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Baptism. The first sacrament of the Catholic Church, and believed by the majority of Christians (over half of which are Catholics) to effect grace upon the recipient. In the United States, this is a major issue as the majority of Christians are Protestant of various organizations and beliefs, resulting in a wide variety of theological claims. The intent of this article is to make a short and clear claim regarding the effect of baptism; specifically, to promote the sacramenthl value of the act and to refute what is commonly called believer's baptism.
The Case for Baptism
Men are clearly instructed to be baptized and that it is essential for salvation. This is because baptism washes away sin (Acts 22.16; Acts 2.38). Water may wash away dirt, but the act of baptism washes away sin. It was "prefigured" as an "appeal to God" made through Christ (1 Peter 3.21) Peter affirmed clearly that baptism saves and that it is done in the name of Christ. Peter makes it very obvious that baptism is not a simple memorial washing. He outright states that baptism "saves". Men who are baptized will be "saved" (Mark 16.16.). Baptism is essentially equal with belief. Men who refuse baptism reject God (Luke 7.30). When men are baptized in the name of Christ, they are "clothed with Christ" without exception (Galations 3.27). Everyone who is baptized receive the grace of Christ, and there is no added stipulation here that such baptism must include affirmation of belief. Christ himself states that men must be "born of water and spirit" (John 3.5).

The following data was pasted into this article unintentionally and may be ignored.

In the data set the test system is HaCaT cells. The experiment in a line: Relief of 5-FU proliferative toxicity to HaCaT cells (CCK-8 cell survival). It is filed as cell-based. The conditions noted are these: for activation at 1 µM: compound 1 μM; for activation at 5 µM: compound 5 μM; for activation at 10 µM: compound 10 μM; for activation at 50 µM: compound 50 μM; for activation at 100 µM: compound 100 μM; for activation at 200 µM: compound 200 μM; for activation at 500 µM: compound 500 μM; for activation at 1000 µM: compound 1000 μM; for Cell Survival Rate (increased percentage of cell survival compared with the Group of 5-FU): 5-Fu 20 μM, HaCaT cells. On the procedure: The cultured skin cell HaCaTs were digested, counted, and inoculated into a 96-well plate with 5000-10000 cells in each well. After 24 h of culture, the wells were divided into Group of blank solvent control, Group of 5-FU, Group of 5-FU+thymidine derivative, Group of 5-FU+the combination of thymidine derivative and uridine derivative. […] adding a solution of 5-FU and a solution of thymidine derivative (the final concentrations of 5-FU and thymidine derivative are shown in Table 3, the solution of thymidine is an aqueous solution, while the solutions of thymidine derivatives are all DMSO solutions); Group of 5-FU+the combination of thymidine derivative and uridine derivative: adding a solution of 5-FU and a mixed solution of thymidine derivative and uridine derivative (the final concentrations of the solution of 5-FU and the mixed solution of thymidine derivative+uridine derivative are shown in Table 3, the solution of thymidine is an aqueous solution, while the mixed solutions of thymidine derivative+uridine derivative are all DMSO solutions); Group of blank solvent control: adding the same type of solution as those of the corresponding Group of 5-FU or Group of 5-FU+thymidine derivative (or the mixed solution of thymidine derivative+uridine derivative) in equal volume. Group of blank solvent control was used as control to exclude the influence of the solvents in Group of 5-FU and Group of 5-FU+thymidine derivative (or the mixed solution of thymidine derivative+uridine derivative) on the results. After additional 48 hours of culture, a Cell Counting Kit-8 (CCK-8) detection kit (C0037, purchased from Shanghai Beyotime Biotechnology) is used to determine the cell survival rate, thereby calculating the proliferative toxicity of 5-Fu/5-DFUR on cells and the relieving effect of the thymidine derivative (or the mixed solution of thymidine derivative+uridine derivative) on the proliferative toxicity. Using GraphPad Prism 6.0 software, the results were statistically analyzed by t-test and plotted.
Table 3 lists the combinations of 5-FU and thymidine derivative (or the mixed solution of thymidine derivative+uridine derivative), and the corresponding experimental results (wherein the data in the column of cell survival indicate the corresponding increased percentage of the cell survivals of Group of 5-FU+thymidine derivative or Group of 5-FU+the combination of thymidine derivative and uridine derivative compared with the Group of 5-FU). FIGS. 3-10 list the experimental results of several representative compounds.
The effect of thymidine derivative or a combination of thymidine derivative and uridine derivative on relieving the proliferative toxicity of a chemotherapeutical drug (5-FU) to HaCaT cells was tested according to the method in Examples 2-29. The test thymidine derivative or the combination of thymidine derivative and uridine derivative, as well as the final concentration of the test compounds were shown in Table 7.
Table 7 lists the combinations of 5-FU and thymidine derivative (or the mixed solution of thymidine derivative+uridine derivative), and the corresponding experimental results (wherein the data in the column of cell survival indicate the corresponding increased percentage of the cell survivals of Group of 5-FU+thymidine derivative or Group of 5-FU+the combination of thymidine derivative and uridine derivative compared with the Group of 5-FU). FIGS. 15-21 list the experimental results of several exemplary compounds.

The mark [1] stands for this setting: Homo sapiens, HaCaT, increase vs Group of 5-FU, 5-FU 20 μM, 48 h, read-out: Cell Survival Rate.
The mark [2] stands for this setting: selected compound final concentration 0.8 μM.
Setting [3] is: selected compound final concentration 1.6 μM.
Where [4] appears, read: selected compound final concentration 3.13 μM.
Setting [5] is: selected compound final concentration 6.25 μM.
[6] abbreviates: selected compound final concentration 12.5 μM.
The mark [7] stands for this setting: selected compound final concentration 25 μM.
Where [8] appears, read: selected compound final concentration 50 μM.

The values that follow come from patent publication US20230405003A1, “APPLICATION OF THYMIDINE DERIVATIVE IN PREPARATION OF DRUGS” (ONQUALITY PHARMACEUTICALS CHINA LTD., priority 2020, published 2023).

Therefore, if a man believes and has been baptized, he will be saved (permitting, of course, that he does not persist in sin; which is another subject entirely (see Penance)). It is not a memorial washing. Nor is it ever mentioned that it is a public statement of faith, though we are called to publicly declare our faith elsewhere.
Baptism has a saving power effected through God's grace.
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